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Mechanism of action of acetylcholinesterase inhibitors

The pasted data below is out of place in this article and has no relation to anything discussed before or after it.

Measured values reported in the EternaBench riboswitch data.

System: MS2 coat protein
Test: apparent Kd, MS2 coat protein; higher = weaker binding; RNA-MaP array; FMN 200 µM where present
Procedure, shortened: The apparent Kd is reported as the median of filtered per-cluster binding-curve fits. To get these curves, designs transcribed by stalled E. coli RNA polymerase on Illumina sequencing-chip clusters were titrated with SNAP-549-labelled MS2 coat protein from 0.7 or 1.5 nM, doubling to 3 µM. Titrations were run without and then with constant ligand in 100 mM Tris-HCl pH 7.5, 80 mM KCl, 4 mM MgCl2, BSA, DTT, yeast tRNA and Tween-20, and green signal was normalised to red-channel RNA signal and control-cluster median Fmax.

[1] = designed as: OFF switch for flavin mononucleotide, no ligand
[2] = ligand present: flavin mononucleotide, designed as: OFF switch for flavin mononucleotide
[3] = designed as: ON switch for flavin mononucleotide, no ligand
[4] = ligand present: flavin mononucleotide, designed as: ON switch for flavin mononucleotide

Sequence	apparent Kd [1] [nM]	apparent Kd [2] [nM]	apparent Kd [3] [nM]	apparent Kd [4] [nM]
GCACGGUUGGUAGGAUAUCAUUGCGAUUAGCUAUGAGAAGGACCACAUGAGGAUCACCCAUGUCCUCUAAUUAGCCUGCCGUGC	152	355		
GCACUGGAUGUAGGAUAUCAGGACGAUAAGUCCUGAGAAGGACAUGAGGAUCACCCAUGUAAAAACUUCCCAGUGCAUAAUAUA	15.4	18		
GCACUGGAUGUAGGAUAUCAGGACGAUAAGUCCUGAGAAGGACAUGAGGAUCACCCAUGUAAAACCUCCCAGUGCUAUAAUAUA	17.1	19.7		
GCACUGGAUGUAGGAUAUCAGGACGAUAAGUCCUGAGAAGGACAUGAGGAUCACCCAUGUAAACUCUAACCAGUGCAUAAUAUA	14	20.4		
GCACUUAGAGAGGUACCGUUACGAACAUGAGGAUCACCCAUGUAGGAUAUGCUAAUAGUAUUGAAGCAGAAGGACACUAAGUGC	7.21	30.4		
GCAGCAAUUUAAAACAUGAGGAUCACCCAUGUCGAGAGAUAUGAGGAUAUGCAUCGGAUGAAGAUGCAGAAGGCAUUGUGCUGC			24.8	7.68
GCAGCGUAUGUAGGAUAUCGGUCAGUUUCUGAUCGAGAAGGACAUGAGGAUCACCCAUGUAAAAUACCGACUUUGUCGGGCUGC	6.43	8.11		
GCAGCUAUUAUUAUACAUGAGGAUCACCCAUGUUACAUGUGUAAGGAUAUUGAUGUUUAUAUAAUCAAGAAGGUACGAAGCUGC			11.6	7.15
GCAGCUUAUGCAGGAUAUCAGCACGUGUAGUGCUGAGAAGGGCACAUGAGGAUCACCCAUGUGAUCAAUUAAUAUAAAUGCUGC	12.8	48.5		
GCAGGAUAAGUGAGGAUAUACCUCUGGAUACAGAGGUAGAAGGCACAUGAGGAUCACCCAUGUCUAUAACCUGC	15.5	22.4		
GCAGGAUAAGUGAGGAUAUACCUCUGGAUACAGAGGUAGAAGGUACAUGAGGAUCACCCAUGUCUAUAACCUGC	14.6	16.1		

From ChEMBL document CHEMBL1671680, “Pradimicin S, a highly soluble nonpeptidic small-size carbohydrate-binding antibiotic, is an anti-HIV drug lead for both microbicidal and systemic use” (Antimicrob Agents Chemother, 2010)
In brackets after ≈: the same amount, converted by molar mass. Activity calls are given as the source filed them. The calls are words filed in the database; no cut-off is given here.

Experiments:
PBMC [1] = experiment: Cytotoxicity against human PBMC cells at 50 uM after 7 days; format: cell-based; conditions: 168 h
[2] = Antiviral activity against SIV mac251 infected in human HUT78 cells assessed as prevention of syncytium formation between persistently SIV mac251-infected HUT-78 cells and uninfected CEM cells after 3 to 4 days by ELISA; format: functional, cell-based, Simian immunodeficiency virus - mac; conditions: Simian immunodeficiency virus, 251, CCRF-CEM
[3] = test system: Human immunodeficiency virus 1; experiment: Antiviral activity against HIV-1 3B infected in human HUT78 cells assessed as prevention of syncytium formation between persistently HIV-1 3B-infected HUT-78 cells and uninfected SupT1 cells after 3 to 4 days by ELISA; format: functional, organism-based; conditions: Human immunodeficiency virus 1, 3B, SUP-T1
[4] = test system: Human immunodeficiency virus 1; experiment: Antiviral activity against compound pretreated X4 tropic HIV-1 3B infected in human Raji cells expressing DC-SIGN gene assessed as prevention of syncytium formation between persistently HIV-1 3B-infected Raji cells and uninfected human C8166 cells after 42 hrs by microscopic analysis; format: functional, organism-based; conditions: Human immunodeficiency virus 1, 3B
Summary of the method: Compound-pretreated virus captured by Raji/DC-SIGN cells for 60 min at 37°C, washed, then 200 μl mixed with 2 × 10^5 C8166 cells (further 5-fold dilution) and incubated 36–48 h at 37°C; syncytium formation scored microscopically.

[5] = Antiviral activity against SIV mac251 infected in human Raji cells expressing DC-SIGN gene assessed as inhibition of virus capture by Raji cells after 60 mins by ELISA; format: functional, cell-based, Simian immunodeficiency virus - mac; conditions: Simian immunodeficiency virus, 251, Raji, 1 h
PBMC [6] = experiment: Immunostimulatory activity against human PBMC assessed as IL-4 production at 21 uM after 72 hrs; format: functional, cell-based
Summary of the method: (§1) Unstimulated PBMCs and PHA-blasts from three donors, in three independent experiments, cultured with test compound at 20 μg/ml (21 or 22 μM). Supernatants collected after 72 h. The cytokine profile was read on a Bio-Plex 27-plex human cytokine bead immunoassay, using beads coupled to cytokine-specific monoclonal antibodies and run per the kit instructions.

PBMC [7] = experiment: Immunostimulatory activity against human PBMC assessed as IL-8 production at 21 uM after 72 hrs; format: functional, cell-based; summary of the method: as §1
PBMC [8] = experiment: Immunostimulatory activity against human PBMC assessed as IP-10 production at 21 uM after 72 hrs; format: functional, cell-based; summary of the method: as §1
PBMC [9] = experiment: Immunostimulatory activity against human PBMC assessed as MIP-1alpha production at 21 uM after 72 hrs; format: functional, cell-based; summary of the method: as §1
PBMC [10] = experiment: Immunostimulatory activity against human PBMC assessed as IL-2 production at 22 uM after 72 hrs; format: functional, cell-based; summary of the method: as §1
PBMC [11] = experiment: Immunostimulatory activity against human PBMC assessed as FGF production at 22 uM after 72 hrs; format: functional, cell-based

The top row shows the normal situation. In the left panel, the nitrogen of acetylcholine is attracted to the anionic site of the acetylcholinesterase enzyme through electrostatic attraction, while an oxygen atom of the carboxyl group links to a hydroxyl group of a serine moiety at the "esteric" or "esteratic" site. Hydrolysis is catalyzed at the esteric site to form choline and acetic acid. The middle row shows the action of a reversible inhibitor of acetylcholinesterase (neostigmine). Reversible cholinesterase inhibitors form a transition state complex with the enzyme, just as acetylcholine does. These compounds are in competition with acetylcholine in binding with the active sites of the enzyme. The bottom row shows the action of an irreversible inhibitor of acetylcholinesterase (the quasi-irreversible organophosphate diisopropyl fluorophosphate, an organophosphorus insecticide). (Illustration by Sbolmer on February 26, 2012. Creative Commons Attribution-Share Alike 3.0 Unported License, Text by Dr. Douglas J Lanska.)